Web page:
|Publication number||US5026894 A|
|Application number||US 07/492,549|
|Publication date||Jun 25, 1991|
|Filing date||Mar 12, 1990|
|Priority date||Mar 12, 1990|
|Also published as||CA2038039A1|
|Publication number||07492549, 492549, US 5026894 A, US 5026894A, US-A-5026894, US5026894 A, US5026894A|
|Inventors||James M. Tour, Ruilian Wu, Jeffry S. Schumm|
|Original Assignee||University Of South Carolina|
|Export Citation||BiBTeX, EndNote, RefMan|
|Non-Patent Citations (10), Referenced by (31), Classifications (26), Legal Events (5)|
|External Links: USPTO, USPTO Assignment, Espacenet|
The U.S. Government has a paid-up license in this invention and the right in limited circumstances to require the patent owner to license others on reasonable terms as provided for by the terms of Grant No. N00014-89-J-3062 awarded by the Office of Naval Research.
This invention relates to a spiran compound with a defined physical structure for use in forming semiconducting polymers with perpendicularly arranged cores, and to a method of synthesizing this compound.
Conducting organic and organometallic polymers have attracted much recent scientific interest, since they may play a key role in the construction of modern electronic systems. In simple devices, polymers constructed from simple monomer subunits may be sufficient. As electronic component design becomes more complex and more precise, however, more complex monomer units become required to meet the needs of such systems.
As an example, it has been suggested based on calculations that a polymeric compound of the formula ##STR3## may be suitable for incorporation into future electronic devices. Aviram, A., J. Am. Chem. Soc. 110, 5687 (1988). In this compound, a pro-conducting (non-doped or non-oxidized and hence insulating) polymer is fixed at a 90° angle via a non-conjugated sigma bond network to a conducting (doped or oxidized) polymer. Such a polymeric compound would be useful in memory, logic and amplification computing systems. This compound has not actually been synthesized, however, and thus perpendicularly arranged cores of this type are not actually available.
It is an object of the present invention to provide a molecule which forms the central building block for synthesis of perpendicularly arranged cores.
In accordance with the invention, the stereochemical structure necessary for preparation of perpendicularly arranged cores is provided by a compound of the formula ##STR4## wherein X is a reactive group through which polymeric subunits can be bonded to the compound. For example, X may be Br, I, or --O--SO2 --CF3 (OTf or O-triflate).
The bromo compound can be synthesized by the method of the invention in which the unsubstituted spiran of the formula ##STR5## is reacted with bromine in the presence of FeCl3 catalyst to yield the tetrabromo compound in 100% yield.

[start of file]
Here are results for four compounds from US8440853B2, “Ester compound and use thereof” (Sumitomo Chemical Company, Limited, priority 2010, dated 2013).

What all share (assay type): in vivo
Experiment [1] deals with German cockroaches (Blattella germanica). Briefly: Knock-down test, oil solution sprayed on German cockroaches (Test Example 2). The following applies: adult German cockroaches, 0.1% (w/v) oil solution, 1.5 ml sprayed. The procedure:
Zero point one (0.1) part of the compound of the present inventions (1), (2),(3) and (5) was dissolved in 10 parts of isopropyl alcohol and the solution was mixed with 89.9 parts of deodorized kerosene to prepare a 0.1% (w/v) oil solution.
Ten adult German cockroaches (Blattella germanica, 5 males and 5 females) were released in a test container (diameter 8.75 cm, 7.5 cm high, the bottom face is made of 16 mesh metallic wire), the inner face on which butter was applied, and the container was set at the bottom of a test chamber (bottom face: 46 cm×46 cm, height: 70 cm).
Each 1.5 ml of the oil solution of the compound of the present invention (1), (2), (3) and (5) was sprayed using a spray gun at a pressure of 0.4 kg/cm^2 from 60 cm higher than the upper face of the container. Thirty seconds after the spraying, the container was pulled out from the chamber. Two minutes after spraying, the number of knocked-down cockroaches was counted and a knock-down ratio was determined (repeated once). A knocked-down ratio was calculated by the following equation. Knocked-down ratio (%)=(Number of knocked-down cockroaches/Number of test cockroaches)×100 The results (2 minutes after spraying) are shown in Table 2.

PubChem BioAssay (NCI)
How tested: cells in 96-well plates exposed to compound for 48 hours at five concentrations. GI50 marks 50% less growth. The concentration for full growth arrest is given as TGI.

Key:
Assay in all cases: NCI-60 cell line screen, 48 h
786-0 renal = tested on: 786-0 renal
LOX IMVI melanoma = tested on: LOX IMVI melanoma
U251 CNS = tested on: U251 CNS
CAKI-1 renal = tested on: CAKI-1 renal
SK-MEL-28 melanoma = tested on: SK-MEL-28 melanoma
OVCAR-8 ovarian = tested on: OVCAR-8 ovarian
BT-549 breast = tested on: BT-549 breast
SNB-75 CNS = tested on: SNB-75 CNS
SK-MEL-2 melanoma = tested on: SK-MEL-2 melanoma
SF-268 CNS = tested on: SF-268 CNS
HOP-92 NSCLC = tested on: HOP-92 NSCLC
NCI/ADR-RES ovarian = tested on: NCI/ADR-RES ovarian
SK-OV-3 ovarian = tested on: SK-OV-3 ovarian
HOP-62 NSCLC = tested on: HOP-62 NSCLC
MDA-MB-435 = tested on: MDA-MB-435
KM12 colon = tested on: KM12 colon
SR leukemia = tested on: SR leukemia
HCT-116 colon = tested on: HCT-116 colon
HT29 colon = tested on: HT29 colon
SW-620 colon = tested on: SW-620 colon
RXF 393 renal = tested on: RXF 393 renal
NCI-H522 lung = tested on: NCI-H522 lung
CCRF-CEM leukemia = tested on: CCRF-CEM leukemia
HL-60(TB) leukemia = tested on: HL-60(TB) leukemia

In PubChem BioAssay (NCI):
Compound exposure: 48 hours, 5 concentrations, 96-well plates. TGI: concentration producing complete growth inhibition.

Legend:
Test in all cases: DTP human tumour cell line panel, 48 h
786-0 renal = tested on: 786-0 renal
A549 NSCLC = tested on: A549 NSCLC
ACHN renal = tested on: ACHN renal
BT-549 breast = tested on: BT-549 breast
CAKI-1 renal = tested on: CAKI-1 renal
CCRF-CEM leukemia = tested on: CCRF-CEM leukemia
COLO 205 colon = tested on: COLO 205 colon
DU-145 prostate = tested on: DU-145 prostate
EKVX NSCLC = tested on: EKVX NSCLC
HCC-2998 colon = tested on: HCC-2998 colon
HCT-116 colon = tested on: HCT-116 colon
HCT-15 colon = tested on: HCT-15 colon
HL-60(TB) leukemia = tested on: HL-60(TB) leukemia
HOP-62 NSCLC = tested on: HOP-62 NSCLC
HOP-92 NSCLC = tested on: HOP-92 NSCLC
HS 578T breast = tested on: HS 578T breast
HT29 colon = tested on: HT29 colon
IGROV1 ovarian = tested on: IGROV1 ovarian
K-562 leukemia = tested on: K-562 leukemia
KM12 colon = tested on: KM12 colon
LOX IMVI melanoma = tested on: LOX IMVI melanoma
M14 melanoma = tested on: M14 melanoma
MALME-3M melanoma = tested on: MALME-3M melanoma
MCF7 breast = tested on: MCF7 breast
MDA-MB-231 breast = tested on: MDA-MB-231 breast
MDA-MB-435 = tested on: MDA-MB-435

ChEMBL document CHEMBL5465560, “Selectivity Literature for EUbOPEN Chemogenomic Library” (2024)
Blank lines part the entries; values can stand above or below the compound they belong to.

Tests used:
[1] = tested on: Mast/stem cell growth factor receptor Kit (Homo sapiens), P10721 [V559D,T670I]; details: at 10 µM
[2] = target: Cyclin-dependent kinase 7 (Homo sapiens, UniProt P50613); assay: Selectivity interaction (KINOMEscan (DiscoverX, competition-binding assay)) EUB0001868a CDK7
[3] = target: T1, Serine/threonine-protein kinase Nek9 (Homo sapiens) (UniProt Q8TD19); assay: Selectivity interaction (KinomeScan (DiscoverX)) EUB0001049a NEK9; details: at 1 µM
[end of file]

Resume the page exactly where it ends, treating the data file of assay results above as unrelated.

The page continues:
The compound of the invention can be synthesized from ##STR6## in accordance with the following series of reactions: ##STR7## Thus, amino biphenyl is converted to the iodide by reaction with NaNO2, HCl and KI (Sandmeyer process). Lithium halogen exchange and treatment with fluorenone yields the alcohol, which is converted to the spiro compound upon treatment with acid. The tetrabromo-compound is formed, at a surprising yield of 100%, by reaction of this spiro compound with bromine in the presence of FeCl3. The compound in which X is I can be formed by reacting the unsubstituted compound with iodine and AlCl3. The compound in which X is OTf can be formed by starting with a phenolic moiety, rather than the benzene moiety and reacting the phenol OH group with PhN(SO2 CF3)2 (phenylbistriflylamine).
The compound of the invention is intended for use as a core structure to define the stereochemistry of perpendicularly arranged polymers. The preparation of such polymers will involve the addition of polymer subunits (monomers or possibly prepolymers) to the core compound of the invention. This can be accomplished, for example, by the following reaction: ##STR8## in which additional phenyl moieties are added to each of the bromine groups on the core compound. The reaction conditions, in which 1-bromo-4-(trimethylsilyl)benzene is added using palladium tetrakis(triphenylphosphine) as a catalyst in a zinc promoted reaction, are similar to those described by Negishi et al., Heterocycles 18, 117 (1982). The product can be further extended by converting the SiMe3 groups to bromo groups by reaction with bromine and again reacting the bromo compound with 1-bromo-4-(trimethylsilyl)benzene.
2-Iodo-1-phenylbenzene was prepared in accordance with the procedure of Heaney and Millar, Org. Syn 40:105 (1960), was used as follows. To a solution of 2-aminobiphenyl (2.53 g, 15.0 mmol) in concentrated hydrochloric acid (3 mL) and water (15 mL) at 0° C. was added sodium nitrite (1.17 g, 17.0 mmol) in water (5 mL). The temperature was held at 0° C. throughout the addition. The resulting brown solution was stirred for 45 min at 0° C., and then poured into potassium iodide (4.9 g, 30.0 mmol) in water (50 mL). The solution was stirred overnight and then extracted with ether (4×). The combined organic layers were washed with 3N hydrochloric acid (3×10 mL) and dried over magnesium sulfate to afford 3.57 g (85%) of the desired compound as a dark purple liquid. IR (neat) 3055.7, 1578.4, 1460.0, 1426.6, 1016.7, 1004.1, 746.9 cm-1 . 1 H NMR (300 MHz, CDCl3)δ 7.95 (dd, J=8.1, 1.2 Hz, 1H), 7.34 (m, 7H), 7.03 (tt, J=7.3, 1.9 Hz, 1H). 13 C NMR (20 MHz, CDCl3)δ 146.3, 143.9, 139.3, 129.9, 129.1, 128.6, 128.0, 127.8, 127.5, 98.6. Calc'd for C12 H9 I:279.9749. Found: 279.9739.